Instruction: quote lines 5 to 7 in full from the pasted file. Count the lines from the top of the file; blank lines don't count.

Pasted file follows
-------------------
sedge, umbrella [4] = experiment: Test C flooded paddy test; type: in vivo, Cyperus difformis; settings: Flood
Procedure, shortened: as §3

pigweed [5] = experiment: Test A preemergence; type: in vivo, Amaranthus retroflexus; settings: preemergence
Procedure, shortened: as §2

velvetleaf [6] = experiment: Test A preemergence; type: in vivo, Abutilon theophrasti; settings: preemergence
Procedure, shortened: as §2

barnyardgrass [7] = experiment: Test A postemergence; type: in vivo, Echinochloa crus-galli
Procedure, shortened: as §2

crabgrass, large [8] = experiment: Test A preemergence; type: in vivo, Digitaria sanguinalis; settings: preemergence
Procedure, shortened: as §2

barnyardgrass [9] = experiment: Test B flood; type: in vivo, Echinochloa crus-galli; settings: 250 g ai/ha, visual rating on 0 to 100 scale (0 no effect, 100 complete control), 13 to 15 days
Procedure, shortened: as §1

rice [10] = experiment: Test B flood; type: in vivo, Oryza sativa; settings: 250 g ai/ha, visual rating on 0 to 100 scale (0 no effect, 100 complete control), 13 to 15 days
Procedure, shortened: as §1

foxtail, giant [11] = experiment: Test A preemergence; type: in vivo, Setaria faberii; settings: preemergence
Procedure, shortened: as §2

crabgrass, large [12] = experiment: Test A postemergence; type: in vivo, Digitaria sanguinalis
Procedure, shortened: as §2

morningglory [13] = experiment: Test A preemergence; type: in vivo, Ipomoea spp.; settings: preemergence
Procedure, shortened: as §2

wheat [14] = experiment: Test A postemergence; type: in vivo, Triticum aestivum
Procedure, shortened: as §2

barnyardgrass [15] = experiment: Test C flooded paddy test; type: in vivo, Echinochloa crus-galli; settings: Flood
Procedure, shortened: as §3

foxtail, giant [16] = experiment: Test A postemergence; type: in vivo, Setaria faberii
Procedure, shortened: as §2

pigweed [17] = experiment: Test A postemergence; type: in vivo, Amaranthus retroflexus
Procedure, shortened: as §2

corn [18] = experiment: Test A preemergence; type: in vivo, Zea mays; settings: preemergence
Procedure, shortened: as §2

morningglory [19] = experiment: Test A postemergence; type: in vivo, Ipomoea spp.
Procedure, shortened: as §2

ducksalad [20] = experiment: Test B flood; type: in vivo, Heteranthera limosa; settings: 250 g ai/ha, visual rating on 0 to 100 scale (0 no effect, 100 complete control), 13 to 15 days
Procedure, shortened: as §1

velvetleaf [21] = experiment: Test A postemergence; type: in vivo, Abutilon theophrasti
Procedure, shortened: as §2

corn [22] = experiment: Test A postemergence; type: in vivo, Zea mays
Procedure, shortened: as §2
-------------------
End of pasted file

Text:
velvetleaf [6] = experiment: Test A preemergence; type: in vivo, Abutilon theophrasti; settings: preemergence
Procedure, shortened: as §2

barnyardgrass [7] = experiment: Test A postemergence; type: in vivo, Echinochloa crus-galli